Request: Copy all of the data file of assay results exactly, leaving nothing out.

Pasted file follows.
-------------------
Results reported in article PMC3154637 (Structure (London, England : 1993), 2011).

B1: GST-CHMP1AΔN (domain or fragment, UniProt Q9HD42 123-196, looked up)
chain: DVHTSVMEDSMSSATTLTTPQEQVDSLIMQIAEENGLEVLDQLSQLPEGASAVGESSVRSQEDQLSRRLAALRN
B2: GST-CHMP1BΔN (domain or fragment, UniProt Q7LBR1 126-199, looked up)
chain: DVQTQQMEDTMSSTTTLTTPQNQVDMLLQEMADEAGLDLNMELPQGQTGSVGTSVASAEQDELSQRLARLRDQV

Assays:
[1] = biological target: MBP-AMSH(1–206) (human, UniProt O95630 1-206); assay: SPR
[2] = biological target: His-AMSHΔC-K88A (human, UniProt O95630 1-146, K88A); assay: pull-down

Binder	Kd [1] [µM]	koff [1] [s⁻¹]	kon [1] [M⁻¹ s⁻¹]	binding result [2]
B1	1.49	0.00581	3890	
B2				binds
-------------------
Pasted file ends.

Results reported in article PMC3154637 (Structure (London, England : 1993), 2011).

B1: GST-CHMP1AΔN (domain or fragment, UniProt Q9HD42 123-196, looked up)
chain: DVHTSVMEDSMSSATTLTTPQEQVDSLIMQIAEENGLEVLDQLSQLPEGASAVGESSVRSQEDQLSRRLAALRN
B2: GST-CHMP1BΔN (domain or fragment, UniProt Q7LBR1 126-199, looked up)
chain: DVQTQQMEDTMSSTTTLTTPQNQVDMLLQEMADEAGLDLNMELPQGQTGSVGTSVASAEQDELSQRLARLRDQV

Assays:
[1] = biological target: MBP-AMSH(1–206) (human, UniProt O95630 1-206); assay: SPR
[2] = biological target: His-AMSHΔC-K88A (human, UniProt O95630 1-146, K88A); assay: pull-down

Binder	Kd [1] [µM]	koff [1] [s⁻¹]	kon [1] [M⁻¹ s⁻¹]	binding result [2]
B1	1.49	0.00581	3890	
B2				binds